Tigers Get the Conservation Love in India
Nearly half of India's wildlife budget goes to one species: the tiger, reports a recent article in Live Mint. India has devoted around $63 million to wildlife conservation for 2013-2013, of which Project Tiger receives $31 million. The Bengal tiger (Panthera tigris tigris) is currently listed as Endangered by the IUCN Red List; however India is also home to 132 species currently considered Critically Endangered, the highest rating before extinction.
After tigers, elephants receive the next greatest amount: $4 million or 6 percent of the total. Combating the illegal wildlife trade—one of the gravest threats to many of India's species—is funded with just $1 million. Many of the nation's species receive no government funding whatsoever.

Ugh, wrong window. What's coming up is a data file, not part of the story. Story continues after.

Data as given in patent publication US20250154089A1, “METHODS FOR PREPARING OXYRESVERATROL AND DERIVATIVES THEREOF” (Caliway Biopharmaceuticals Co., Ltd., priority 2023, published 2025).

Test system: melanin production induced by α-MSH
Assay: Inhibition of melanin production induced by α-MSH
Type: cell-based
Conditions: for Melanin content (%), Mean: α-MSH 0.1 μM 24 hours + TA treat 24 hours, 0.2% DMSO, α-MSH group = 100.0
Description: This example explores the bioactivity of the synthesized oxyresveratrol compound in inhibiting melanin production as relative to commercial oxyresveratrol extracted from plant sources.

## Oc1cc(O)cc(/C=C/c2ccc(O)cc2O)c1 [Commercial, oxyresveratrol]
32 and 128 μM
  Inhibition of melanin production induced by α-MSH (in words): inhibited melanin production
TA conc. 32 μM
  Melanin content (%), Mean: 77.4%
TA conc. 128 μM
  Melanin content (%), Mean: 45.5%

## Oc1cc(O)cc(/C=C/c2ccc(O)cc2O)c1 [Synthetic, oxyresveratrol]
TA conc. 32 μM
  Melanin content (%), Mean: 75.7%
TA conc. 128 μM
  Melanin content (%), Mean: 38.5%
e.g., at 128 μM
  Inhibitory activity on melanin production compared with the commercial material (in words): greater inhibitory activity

"The Great Indian bustard was a priority species for action for which we even developed a species recovery plan (along with the Bengal florican, the lesser florican, Jerdon's courser, the giant clam, the hangul, the Bastar wild buffalo), but funds were not allocated by the government," Asad Rahmani, the director of the Bombay Natural History Society told Live Mint.
The Great Indian bustard (Ardeotis nigriceps) is down to only about 250 individuals. The hangul, or Kashmir stag (Cervus elaphus hanglu), has fallen to 160 individuals. After being thought extinct for 80 years, Jerdon's courser (Rhinoptilus bitorquatus) may be down to just fifty birds.
Tiger cubs photo via Shutterstock.
Read more at ENN Affiliate, MongaBay.